- The Washington Times - Thursday, October 13, 2016

A Colorado school district is defending a survey given to staff during diversity training sessions that asks employees to identify their white privilege.

An employee of Cherry Creek School District contacted Denver 7, a local ABC News affiliate, anonymously to report that several district employees felt uncomfortable about the questionnaire, titled “White Privilege Survey,” that they were made to take last month.

The survey included 26 statements such as, “Because of my race or color… I can comfortably avoid, ignore, or minimize the impact of racism on my life.”

Employees were asked to give themselves a score of 5 if the statement is often true, a 3 if the statement is sometimes true, and a zero if the statement is seldom or never true.

Other statements included, “I can go shopping alone most of the time, pretty well assured I will not be followed or harassed,” and “I can turn on the television or open to the front page of the newspaper and see people of my race widely and positively represented,” EAG News reported.

District spokeswoman Tustin Amole said the survey was “designed to make people aware that their experiences, whatever they are, wherever they come from, are not exactly the same as other people’s.”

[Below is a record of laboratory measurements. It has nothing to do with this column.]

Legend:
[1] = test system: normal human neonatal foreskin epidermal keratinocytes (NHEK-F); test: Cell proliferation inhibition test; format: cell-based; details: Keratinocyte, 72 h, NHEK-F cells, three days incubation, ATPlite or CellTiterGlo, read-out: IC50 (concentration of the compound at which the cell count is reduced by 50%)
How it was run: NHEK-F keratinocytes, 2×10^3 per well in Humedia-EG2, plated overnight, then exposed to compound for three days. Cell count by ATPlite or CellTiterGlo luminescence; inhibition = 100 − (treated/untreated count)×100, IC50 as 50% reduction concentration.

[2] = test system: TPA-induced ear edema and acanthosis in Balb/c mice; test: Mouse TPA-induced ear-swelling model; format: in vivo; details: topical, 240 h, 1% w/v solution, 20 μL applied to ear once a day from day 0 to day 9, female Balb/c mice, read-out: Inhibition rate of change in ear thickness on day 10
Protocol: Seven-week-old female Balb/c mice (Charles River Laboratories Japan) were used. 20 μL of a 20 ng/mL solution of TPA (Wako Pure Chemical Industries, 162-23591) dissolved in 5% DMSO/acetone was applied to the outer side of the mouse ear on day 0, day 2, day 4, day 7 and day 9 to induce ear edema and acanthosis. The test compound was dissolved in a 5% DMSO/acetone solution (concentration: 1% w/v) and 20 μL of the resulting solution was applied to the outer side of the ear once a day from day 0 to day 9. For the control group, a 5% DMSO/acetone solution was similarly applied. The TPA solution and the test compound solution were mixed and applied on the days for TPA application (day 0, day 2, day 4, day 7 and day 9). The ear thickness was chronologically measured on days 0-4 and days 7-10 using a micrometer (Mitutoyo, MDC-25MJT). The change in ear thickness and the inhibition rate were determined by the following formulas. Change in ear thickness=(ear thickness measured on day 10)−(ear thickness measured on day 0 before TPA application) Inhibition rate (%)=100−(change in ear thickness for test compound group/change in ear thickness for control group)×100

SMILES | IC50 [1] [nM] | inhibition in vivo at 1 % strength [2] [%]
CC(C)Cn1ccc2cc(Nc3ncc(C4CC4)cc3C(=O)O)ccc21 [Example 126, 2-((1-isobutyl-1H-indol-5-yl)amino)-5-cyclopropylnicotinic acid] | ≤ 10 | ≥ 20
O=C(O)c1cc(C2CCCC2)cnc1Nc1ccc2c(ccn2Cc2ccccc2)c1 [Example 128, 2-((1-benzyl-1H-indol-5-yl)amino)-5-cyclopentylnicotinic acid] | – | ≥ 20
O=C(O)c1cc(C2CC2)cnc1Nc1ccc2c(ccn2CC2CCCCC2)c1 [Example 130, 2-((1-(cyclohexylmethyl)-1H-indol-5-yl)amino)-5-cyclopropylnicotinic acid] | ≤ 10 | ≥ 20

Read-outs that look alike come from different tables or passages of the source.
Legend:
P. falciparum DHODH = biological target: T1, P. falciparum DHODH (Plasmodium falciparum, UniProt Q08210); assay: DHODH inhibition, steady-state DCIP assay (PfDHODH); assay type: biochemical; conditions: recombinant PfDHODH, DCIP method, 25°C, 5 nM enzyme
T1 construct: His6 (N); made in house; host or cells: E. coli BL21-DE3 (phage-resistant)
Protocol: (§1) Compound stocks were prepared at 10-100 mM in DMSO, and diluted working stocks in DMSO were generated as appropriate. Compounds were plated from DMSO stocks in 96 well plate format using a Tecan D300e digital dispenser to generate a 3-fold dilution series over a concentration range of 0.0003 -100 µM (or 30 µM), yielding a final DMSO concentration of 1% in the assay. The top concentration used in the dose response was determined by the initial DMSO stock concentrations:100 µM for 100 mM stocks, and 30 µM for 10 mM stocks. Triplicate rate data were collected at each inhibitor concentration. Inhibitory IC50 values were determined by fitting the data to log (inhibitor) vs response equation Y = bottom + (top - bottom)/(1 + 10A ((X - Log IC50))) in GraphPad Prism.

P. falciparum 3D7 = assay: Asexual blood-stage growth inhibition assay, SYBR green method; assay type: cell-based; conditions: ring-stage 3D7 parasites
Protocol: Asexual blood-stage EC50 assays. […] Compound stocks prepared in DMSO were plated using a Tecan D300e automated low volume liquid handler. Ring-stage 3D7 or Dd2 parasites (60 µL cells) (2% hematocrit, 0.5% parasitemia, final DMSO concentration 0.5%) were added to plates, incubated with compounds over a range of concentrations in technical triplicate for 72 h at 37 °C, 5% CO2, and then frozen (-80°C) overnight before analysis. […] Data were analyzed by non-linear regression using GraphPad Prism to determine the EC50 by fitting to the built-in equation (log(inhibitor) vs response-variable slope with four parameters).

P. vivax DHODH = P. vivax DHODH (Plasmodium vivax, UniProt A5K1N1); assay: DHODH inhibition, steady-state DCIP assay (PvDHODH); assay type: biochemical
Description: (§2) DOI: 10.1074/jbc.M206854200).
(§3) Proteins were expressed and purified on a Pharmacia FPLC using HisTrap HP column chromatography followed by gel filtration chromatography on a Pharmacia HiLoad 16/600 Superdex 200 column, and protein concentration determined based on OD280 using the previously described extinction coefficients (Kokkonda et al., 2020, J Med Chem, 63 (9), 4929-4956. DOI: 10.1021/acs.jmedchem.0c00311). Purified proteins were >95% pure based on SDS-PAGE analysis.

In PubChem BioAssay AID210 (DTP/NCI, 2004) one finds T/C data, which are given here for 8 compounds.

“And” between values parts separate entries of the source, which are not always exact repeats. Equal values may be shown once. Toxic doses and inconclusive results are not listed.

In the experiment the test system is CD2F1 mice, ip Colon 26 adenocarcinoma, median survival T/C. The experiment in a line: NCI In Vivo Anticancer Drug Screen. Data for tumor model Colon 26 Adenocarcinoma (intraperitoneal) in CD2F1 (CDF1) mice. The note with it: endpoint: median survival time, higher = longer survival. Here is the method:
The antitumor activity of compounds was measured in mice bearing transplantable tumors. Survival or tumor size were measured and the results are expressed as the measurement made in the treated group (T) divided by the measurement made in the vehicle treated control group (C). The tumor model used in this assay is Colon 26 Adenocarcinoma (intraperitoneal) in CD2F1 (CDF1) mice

Ms. Amole said the survey, which Cherry Creek Schools have used since 2003 during mandatory diversity training sessions, has been effective in helping students feel better represented in school.

“This work works,” Ms. Amole told ABC. “And we will continue to do it.”

The same survey made news in Portland, Oregon, this month after a group of students had to complete it.

“The way that this is read, it almost wants to shame you for being white,” one father said. “I feel like [my son] should be learning actual education and not be part of some social experiment or some teacher’s political agenda.”



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